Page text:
Mouthpiece #40

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November 19 - Issue #40

Vibha Sharma

Weekly digest of Vibha Sharma

The ultimate quest...
Recently I happened to be a part of the conversation, rather I should say, I was listening to the exchange of ideas that was going on at home. The topic was on the quest for what is next from here. Are we doing enough, if we consider progress of soul as the aim of our birth? Do we have sufficient time to work towards that goal? How do we know if what we think we should do is actually what should be done? Don’t the mundane things sap our time and energy leaving not enough to think about what is required for the subsequent journey? While the discussion swayed from mere guesses, observations, experiences to complete obscurity (not in that order though), it came up that perhaps there is nothing beyond this life.
May be we are nothing more than a mere outcome of chance/accidental combination of organic and inorganic matter. May be, life is just this, there is nothing further.
But being humans - the highly sophisticated species in the world, it is hard for us to accept that this is it. We are the thinking and imaginative creatures, how can there be no bigger meaning to life than just some random amalgamation of some matter somewhere? And hence our quest doesn’t leave us.
While the discussion was progressing thus, it came up that perhaps we are purposely sent to this world to have these myriad of experiences!! May be, the supreme entity does plan it this way that we should go through our lives facing different situations, getting impacted by some, conquering some, learning through some and getting bogged down by some. So if what we need to do for the subsequent journey is not that clear, we can be at peace with the feeling that what we are expected to do is to imbibe the maximum that our life has to offer through various vicissitudes. This thought appealed to me immensely that day and since then I have been thinking about it off and on and more so when I confront an overwhelming situation. Just by steering the mind towards this perspective does bring in the much needed succor during those times. Who said implementing it all the time is easy? It is not, but then what is it that cannot be learnt through preparation and practice?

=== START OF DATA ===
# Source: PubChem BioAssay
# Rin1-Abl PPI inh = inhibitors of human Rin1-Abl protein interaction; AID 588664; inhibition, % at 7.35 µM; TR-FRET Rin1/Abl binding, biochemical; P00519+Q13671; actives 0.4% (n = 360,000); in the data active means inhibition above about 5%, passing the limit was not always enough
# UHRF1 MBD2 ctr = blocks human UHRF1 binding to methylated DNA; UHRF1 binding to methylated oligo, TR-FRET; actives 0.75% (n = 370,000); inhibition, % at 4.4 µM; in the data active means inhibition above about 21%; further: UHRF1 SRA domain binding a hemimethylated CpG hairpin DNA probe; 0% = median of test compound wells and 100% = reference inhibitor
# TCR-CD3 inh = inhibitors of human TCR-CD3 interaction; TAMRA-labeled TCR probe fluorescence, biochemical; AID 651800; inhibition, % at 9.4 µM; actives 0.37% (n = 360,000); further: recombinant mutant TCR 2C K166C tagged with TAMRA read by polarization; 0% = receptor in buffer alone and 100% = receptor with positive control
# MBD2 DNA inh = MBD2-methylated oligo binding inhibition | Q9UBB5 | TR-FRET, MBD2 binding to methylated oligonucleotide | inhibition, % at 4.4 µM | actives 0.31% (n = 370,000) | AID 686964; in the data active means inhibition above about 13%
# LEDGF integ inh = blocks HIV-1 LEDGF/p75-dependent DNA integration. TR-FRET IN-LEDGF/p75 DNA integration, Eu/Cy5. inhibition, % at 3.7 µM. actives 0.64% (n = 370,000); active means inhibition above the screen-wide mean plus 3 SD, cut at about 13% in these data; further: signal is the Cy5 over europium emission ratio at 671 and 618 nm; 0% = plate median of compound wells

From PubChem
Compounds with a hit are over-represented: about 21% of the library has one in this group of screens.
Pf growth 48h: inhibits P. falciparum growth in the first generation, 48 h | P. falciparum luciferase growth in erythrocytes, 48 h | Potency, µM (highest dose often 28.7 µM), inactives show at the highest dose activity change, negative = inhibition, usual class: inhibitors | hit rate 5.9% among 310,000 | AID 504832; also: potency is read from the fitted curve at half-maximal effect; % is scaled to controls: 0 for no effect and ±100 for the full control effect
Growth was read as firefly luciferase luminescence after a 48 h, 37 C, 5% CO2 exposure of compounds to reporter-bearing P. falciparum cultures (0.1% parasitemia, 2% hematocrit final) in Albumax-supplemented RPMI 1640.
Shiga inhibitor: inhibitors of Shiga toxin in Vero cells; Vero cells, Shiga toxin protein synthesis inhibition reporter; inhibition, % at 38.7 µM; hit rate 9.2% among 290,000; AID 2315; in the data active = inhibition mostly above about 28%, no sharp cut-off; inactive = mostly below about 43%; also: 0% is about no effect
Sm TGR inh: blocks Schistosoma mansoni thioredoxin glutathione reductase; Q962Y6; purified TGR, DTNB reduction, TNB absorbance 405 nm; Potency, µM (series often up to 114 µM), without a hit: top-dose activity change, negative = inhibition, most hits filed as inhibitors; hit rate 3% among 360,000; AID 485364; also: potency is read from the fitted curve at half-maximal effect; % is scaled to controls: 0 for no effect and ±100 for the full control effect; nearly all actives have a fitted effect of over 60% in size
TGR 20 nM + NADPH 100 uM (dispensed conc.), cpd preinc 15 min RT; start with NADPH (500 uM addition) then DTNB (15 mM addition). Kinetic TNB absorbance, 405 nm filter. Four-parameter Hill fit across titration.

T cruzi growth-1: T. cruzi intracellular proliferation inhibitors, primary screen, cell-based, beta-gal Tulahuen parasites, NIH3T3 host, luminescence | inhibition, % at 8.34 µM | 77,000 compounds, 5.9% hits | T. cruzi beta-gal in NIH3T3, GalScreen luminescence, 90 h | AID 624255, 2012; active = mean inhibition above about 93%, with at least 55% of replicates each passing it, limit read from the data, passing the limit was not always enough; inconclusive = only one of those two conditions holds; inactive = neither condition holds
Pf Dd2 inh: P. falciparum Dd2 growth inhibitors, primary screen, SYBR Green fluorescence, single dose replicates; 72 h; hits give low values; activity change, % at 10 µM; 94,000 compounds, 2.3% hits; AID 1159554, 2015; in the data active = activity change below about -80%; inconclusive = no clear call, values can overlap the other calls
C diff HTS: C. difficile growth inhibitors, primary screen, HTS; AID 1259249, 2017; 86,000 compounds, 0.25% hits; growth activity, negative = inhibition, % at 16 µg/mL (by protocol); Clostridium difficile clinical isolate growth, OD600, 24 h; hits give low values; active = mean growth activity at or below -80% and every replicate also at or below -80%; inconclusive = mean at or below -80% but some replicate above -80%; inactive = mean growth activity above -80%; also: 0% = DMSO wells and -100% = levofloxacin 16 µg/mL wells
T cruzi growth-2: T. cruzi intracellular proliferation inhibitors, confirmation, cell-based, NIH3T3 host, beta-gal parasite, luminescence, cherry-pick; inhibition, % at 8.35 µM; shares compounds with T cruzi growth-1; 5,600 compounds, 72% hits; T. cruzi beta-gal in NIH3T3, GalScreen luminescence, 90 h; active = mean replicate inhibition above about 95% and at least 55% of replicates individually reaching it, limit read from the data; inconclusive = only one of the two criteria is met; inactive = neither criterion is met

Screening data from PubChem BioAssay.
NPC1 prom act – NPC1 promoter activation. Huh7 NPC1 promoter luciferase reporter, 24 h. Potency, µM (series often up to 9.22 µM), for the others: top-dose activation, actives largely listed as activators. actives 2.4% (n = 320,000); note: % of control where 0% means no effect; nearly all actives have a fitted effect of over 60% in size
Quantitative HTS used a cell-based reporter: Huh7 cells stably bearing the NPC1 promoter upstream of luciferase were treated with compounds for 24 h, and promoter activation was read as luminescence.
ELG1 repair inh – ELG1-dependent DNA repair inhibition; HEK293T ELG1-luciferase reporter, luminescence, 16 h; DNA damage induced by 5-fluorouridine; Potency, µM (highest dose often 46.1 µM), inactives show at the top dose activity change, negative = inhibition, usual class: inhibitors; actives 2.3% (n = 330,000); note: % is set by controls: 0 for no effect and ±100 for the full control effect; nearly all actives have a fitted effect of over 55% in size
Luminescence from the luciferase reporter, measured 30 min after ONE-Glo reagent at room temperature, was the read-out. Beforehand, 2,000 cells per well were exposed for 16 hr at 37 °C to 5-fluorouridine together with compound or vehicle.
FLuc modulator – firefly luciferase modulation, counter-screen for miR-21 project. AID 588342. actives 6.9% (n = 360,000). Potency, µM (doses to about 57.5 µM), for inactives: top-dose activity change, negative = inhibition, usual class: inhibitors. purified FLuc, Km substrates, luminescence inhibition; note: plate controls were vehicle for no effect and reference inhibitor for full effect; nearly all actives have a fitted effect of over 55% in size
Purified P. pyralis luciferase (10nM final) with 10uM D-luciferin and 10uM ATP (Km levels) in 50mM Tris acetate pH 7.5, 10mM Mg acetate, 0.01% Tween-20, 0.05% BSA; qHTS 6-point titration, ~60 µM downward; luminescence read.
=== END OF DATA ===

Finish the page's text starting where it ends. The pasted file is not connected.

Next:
Homo Deus ?
Homo Deus
Recently started reading a book, every word of which is like fresh air gushing in through mind’s windows and the credit goes to Yuval Noah Harari’s second book Homo Deus - A Brief History of Tomorrow. While his first book Homo Sapiens was a brief History of Human beings, this one is projecting the future of human race.
Homo sapiens have come far from the times when famines, wars and plagues threatened our existence. These factor still cause deaths and destruction but that is rather our own miscalculations than the doing of some unknown power. To feed the everlasting human growth with endless projects, it seems our objectives have transitioned to achieve immortality, happiness and divinity. “But how will we protect the fragile world from our own destructive powers?”
Evolution has always been based on natural selection - only the fittest survive, traits that favour survival and reproduction have been the ones with better chances of being carried forward and similarly the species which display superior instincts to outlive others and reproduce have higher probability of leaving their progeny in the world and no species other than humans have thus far meddled with this natural selection. With technological advancements in almost every field - the equations are constantly being modified beyond recognition.
We have an uncompromising humanist belief in the sanctity of human life, even at the cost of any other life whatsoever. How else can we justify the interference that we are responsible for? Domesticated animals spend almost whole of their lives confined to a restricted space, catering to the needs of humans by breeding more and then being butchered post their breeding lifespans. Through medicines we are trying to keep people alive almost till the time they reach a pitiful state. Medicines and cures which always begin by saving people from falling below the norm are being subsequently used to surpass the norm - for upgrading existing life or modifying the gene pool for our progeny. These are all tell tales of humans wanting to become immortal, divine and to attain everlasting happiness.